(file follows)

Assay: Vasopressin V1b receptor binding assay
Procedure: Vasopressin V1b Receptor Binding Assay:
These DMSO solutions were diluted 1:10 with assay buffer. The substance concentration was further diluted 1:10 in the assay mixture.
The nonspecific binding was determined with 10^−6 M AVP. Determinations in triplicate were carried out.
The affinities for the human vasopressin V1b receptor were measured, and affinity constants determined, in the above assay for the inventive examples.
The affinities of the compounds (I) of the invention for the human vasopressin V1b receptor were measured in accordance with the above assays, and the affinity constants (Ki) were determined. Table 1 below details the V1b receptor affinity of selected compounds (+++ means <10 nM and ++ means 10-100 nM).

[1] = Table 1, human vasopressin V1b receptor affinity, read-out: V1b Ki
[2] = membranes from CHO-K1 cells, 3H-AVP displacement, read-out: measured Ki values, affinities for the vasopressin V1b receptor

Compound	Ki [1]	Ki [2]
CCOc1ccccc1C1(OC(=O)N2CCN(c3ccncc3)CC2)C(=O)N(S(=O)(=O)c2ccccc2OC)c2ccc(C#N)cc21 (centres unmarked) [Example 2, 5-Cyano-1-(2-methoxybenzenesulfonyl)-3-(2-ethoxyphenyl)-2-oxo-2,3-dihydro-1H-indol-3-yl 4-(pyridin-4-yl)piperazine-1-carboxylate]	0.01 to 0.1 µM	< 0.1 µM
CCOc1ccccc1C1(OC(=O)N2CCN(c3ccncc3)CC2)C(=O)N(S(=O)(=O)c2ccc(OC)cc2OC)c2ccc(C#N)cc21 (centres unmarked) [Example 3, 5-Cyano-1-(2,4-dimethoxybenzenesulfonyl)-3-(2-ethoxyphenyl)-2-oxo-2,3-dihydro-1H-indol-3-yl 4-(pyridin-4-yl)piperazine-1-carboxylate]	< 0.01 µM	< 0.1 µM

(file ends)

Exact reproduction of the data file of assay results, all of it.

Assay: Vasopressin V1b receptor binding assay
Procedure: Vasopressin V1b Receptor Binding Assay:
These DMSO solutions were diluted 1:10 with assay buffer. The substance concentration was further diluted 1:10 in the assay mixture.
The nonspecific binding was determined with 10^−6 M AVP. Determinations in triplicate were carried out.
The affinities for the human vasopressin V1b receptor were measured, and affinity constants determined, in the above assay for the inventive examples.
The affinities of the compounds (I) of the invention for the human vasopressin V1b receptor were measured in accordance with the above assays, and the affinity constants (Ki) were determined. Table 1 below details the V1b receptor affinity of selected compounds (+++ means <10 nM and ++ means 10-100 nM).

[1] = Table 1, human vasopressin V1b receptor affinity, read-out: V1b Ki
[2] = membranes from CHO-K1 cells, 3H-AVP displacement, read-out: measured Ki values, affinities for the vasopressin V1b receptor

Compound	Ki [1]	Ki [2]
CCOc1ccccc1C1(OC(=O)N2CCN(c3ccncc3)CC2)C(=O)N(S(=O)(=O)c2ccccc2OC)c2ccc(C#N)cc21 (centres unmarked) [Example 2, 5-Cyano-1-(2-methoxybenzenesulfonyl)-3-(2-ethoxyphenyl)-2-oxo-2,3-dihydro-1H-indol-3-yl 4-(pyridin-4-yl)piperazine-1-carboxylate]	0.01 to 0.1 µM	< 0.1 µM
CCOc1ccccc1C1(OC(=O)N2CCN(c3ccncc3)CC2)C(=O)N(S(=O)(=O)c2ccc(OC)cc2OC)c2ccc(C#N)cc21 (centres unmarked) [Example 3, 5-Cyano-1-(2,4-dimethoxybenzenesulfonyl)-3-(2-ethoxyphenyl)-2-oxo-2,3-dihydro-1H-indol-3-yl 4-(pyridin-4-yl)piperazine-1-carboxylate]	< 0.01 µM	< 0.1 µM